17. 17. FROM GOLF FIELDS TO DRINKING DINNERS A lot of socializing and networking isdone outside the office or meetingplaces. In some of these places thereare restrictions to people who canattend. A lot of deals and agreementsare often done in these places. If youcan´t get access to these because ofyour sex, you are much more lesslikely to be involved and may be outof the loop. In the past, this includedmany clubs and pubs, and the golfcourse is a fine example of both workrelated socialising and also genderdiscrimination in certain clubs.
  18. 18. APPRECIATION Technical fields are often more valued than jobsamong other human beings, usually fields with a lotof women workers. Usually this difference is taughtin school without any real studies behind; boys orgirls are better in some subjects just because. Orstill somewhere boys are send to school as girls arerather seen as a household helpers."universities rated the application materials of a student—who wasrandomly assigned either a male or female name—for a laboratorymanager position. Faculty participants rated the male applicant assignificantly more competent and hireable than the (identical) femaleapplicant. These participants also selected a higher starting salaryand offered more career mentoring to the male applicant."-Corinne A. Moss-Racusin, 2012
  19. 19. HIERARCHY Amount of women is smaller the closer you get tohigher hierarchy, more competitive and morevalued tasks. The way women lead differs frommen and sometimes this is understood as aweakness instead of resource. Sometimes womenare too critical, as men seem to see themselvescompetent for the task when women are stillconsidering. Lack of rolemodels, prejudices, coordination of family and worklife, work distribution and possible sexualharassment are all factors.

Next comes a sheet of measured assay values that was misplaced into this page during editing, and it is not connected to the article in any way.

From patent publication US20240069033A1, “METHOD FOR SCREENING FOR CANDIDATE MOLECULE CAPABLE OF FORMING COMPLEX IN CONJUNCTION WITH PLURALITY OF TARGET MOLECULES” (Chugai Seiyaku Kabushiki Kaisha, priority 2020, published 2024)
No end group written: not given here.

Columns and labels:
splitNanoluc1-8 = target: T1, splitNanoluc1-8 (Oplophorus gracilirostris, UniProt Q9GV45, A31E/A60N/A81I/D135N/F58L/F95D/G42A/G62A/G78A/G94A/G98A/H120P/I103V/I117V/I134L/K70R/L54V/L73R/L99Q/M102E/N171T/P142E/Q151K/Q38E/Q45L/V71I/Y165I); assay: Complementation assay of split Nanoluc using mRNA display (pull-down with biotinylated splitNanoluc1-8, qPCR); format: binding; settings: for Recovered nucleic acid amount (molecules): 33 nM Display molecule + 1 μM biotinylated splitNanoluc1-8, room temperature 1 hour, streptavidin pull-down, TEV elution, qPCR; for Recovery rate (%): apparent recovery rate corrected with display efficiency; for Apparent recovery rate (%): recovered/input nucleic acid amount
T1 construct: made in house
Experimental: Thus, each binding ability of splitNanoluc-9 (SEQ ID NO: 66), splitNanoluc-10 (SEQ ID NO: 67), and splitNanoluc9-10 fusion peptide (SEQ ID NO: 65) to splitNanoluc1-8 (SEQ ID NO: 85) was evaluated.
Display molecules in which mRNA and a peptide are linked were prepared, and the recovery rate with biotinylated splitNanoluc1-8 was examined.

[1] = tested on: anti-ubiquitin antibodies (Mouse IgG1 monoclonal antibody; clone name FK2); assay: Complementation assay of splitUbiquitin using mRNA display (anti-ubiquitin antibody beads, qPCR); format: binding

20. 20. ―women who present themselves as confident andambitious in job interviews are viewed as highlycompetent but also lacking social skills. Womenwho present themselves as modest andcooperative, while well liked, are perceived as lowon competence. By contrast, confident andambitious male candidates are viewed as bothcompetent and likable and therefore are more likelyto be hired as a manager than either confident ormodest women.‖- Psychology of Women Quarterly, Julie E.Phelan, 2008
  21. 21. WOMEN IN POWER , POLITICAL AND HUMANITARIAN―Thatcherism‖ was both substantial and essentially aboutpolitical economy. Thatcher introduced a series of political and economicinitiatives to reverse what she perceived to be Britain’sprecipitous national decline. Margaret Thatcher revitalised Britain’s economy, curbedthe trade unions, and re-established the nation as a worldpower. She has been criticised as being divisive and forpromoting greed and selfishness. In terms of modern day politics she was the mostpowerful and influential women.